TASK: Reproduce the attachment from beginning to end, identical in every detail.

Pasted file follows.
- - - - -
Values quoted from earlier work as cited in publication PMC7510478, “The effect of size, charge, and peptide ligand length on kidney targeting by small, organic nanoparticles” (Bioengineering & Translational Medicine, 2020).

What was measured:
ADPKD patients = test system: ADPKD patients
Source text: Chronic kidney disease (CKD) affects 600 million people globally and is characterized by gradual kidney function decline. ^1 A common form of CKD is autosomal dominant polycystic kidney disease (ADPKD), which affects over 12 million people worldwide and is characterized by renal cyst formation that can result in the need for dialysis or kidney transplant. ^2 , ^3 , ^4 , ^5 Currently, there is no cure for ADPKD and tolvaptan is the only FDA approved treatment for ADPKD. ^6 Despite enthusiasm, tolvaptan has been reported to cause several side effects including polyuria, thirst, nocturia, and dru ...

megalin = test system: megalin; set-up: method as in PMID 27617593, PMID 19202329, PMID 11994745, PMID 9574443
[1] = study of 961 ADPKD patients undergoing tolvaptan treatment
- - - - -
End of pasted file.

Values quoted from earlier work as cited in publication PMC7510478, “The effect of size, charge, and peptide ligand length on kidney targeting by small, organic nanoparticles” (Bioengineering & Translational Medicine, 2020).

What was measured:
ADPKD patients = test system: ADPKD patients
Source text: Chronic kidney disease (CKD) affects 600 million people globally and is characterized by gradual kidney function decline. ^1 A common form of CKD is autosomal dominant polycystic kidney disease (ADPKD), which affects over 12 million people worldwide and is characterized by renal cyst formation that can result in the need for dialysis or kidney transplant. ^2 , ^3 , ^4 , ^5 Currently, there is no cure for ADPKD and tolvaptan is the only FDA approved treatment for ADPKD. ^6 Despite enthusiasm, tolvaptan has been reported to cause several side effects including polyuria, thirst, nocturia, and dru ...

megalin = test system: megalin; set-up: method as in PMID 27617593, PMID 19202329, PMID 11994745, PMID 9574443
[1] = study of 961 ADPKD patients undergoing tolvaptan treatment